I’m always looking for a pain patient group, so let’s see what this group has to say, shall we?
We have never, ever, taken more medicine than we should.
One should never say “never, ever.” After all, we’re all human beings and nobody’s perfect. And I find it extremely hard to believe that not one person in this group ever took an extra pill during a pain storm.
Yes, the picture in my head is of a group of people (mostly white men) standing on a mountain, looking down at all of us “flawed” pain patients who haven’t always been able to manage our pain with the dosages allowed and prescribed.
We have never been “high” on anything, in our entire lives. We don’t even know what it means to be “high.”
Yeah, I call total B.S. on this one.
Whenever you take a prescription medication, it takes time for your body to get used to the effects of the drug, including any side effects. One of the side effects of opioids is the “high” — your brain’s reaction to the introduction of this new chemical — along with the usual ones, like nausea, dizziness, etc. But the side effects are wide and varied and sometimes hard to pin down. (That’s true with any drug.)
After taking an opioid, sometimes the brain will call the stomach and say, look, you need to get upset. I don’t like this stuff. (What happens when I take anything stronger than hydrocodone.) But then, the brain says, wait, I’m feeling some relief from the pain, I think the pain is getting quieter… (What happened when I took Oxy.) Maybe then you have to help your brain a little by taking another medication for nausea, but unless you can control this side effect, you basically have to try another opioid. (Well, pain patients used to have choices…)
But the “high” effect happens a lot more often than just “sometimes.” This is your brain saying, welllll, lookee here, this makes me feel good! But within a relatively short period of time, your pain, which is a lot stronger than just about any drug, will rise up and take control. The pain will tell the brain, look, I’m stealing this good feeling from you — I’m stronger than you, you should know that by now, you stupid twit.
And when the brain starts belittling itself, well, that’s when the real fun begins. 🙂
The length of time a patient will feel this “high” side effect varies greatly, depending on such things like weight, metabolism, and of course, DNA. But by the time a chronic pain patient is prescribed opioids, it doesn’t take long for the “high” to go away. Sure, some patients chase that high, but what they’re really chasing is more pain relief. How do you know how much pain relief can be achieved until you… try?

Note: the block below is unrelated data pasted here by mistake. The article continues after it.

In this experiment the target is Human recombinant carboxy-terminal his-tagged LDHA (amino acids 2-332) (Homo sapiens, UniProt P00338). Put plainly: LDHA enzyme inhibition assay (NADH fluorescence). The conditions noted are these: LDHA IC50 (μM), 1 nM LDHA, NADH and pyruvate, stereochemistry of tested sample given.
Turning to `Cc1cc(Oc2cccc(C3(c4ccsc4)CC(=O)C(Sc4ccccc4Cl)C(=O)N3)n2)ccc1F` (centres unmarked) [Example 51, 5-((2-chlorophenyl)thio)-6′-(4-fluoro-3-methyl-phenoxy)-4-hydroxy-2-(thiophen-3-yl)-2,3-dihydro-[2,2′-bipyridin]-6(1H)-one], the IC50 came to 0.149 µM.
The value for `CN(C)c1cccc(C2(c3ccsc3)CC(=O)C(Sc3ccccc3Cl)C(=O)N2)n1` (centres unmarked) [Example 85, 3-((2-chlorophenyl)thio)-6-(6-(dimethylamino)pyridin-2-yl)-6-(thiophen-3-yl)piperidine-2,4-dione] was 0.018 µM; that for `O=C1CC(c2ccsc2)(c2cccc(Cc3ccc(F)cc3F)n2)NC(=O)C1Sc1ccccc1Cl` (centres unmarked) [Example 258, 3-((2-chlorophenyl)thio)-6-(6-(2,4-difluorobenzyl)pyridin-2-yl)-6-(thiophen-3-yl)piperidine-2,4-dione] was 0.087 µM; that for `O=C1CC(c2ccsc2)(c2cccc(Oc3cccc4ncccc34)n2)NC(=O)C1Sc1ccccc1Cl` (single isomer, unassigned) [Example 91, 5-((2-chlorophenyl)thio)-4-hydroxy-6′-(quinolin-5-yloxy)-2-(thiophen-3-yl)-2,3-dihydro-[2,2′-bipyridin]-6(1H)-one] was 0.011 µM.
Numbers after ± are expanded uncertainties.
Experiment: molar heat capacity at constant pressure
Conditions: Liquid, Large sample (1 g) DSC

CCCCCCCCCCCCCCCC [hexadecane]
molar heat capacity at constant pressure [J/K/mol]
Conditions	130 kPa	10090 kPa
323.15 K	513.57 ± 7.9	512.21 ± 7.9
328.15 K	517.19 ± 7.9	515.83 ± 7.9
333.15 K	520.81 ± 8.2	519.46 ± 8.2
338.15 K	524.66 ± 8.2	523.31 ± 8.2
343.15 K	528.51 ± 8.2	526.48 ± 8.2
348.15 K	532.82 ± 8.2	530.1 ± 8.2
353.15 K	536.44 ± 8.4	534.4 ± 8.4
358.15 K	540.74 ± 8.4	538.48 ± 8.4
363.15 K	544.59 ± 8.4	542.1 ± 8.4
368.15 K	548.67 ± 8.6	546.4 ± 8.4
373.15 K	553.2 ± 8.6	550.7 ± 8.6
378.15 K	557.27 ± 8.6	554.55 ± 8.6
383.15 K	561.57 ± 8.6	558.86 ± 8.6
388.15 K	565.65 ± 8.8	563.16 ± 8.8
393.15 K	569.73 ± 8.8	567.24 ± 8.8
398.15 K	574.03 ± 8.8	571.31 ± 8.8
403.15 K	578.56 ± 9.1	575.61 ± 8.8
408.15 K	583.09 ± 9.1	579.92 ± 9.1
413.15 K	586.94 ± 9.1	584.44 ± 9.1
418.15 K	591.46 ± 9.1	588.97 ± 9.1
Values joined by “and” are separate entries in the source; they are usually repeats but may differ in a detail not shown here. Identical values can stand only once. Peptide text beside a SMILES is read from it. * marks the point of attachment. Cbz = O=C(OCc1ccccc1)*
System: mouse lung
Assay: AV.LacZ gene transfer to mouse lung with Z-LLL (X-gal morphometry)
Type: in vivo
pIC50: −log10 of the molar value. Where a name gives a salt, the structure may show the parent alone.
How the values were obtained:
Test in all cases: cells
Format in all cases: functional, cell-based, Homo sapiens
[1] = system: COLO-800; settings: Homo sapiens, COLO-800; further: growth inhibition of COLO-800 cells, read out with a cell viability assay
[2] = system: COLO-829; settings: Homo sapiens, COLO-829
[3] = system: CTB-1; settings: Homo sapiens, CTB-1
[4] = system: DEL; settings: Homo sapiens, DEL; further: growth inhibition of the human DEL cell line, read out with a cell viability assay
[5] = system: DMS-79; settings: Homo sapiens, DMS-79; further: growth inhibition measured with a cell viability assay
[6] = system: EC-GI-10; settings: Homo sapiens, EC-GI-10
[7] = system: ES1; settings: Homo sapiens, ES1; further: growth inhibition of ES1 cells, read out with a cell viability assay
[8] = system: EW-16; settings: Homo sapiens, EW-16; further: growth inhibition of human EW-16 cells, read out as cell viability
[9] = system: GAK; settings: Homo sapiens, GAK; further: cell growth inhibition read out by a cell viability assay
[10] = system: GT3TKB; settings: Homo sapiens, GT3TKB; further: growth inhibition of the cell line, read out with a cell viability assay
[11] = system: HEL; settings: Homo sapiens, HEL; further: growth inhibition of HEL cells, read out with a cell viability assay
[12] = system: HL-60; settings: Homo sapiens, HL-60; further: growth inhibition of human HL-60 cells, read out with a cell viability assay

In conclusion, there is no way that a group of pain patients could make these statements. You know, without being hypocrites.
People who get “high” on any substance, whether it’s a drug of choice, or alcohol, disgust us.
Funny, intolerance and ignorance disgust me.
They can all go to an island and enjoy altering their states of consciousness, together, alone, for the rest of eternity, for all we care.
In fact, we prefer they would.
I propose the idea that’s visualized in the above photo. In fact, I’ve got my bags packed… just point me in the direction of this island, where I can escape attitudes like this.
One of three things could be happening here:
Perhaps these deaths were caused by an allergy to the medication. This type of tragedy can occur even with Penicillin.
Or, maybe these people actually took this sometimes-life-saving medicine to get “high,” and they took too much.
They should have been on that island.
On second thought, maybe ya’ll should go live on that island.
Or, they simply could not find enough relief from the medication they were given, and took handfuls instead. We certainly hope not.
Well, I’m glad ya’ll finally arrived at an actual problem. But you can take your hope and… well, you know.
I think the chronic pain community and the addiction community should come together, although I know that would be really difficult to accomplish. Many pain patients don’t feel they suffer from any addictions, and many blame drug addicts for the war on pain patients (which is really just an off-shoot of the drug war)…